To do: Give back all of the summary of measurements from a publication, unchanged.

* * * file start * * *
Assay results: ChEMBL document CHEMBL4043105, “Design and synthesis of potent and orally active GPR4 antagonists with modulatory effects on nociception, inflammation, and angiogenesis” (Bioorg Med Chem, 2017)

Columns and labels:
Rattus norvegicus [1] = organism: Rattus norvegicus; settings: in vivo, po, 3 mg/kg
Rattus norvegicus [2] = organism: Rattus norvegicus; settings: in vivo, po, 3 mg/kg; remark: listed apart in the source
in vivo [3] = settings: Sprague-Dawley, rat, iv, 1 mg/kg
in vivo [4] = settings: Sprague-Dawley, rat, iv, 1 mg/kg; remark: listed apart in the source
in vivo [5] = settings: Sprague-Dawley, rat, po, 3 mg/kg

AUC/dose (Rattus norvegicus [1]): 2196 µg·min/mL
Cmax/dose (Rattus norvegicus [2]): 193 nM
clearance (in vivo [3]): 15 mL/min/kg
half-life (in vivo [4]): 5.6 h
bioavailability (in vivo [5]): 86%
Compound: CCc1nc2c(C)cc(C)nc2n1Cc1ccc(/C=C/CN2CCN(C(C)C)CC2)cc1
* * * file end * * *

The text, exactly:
Assay results: ChEMBL document CHEMBL4043105, “Design and synthesis of potent and orally active GPR4 antagonists with modulatory effects on nociception, inflammation, and angiogenesis” (Bioorg Med Chem, 2017)

Columns and labels:
Rattus norvegicus [1] = organism: Rattus norvegicus; settings: in vivo, po, 3 mg/kg
Rattus norvegicus [2] = organism: Rattus norvegicus; settings: in vivo, po, 3 mg/kg; remark: listed apart in the source
in vivo [3] = settings: Sprague-Dawley, rat, iv, 1 mg/kg
in vivo [4] = settings: Sprague-Dawley, rat, iv, 1 mg/kg; remark: listed apart in the source
in vivo [5] = settings: Sprague-Dawley, rat, po, 3 mg/kg

AUC/dose (Rattus norvegicus [1]): 2196 µg·min/mL
Cmax/dose (Rattus norvegicus [2]): 193 nM
clearance (in vivo [3]): 15 mL/min/kg
half-life (in vivo [4]): 5.6 h
bioavailability (in vivo [5]): 86%
Compound: CCc1nc2c(C)cc(C)nc2n1Cc1ccc(/C=C/CN2CCN(C(C)C)CC2)cc1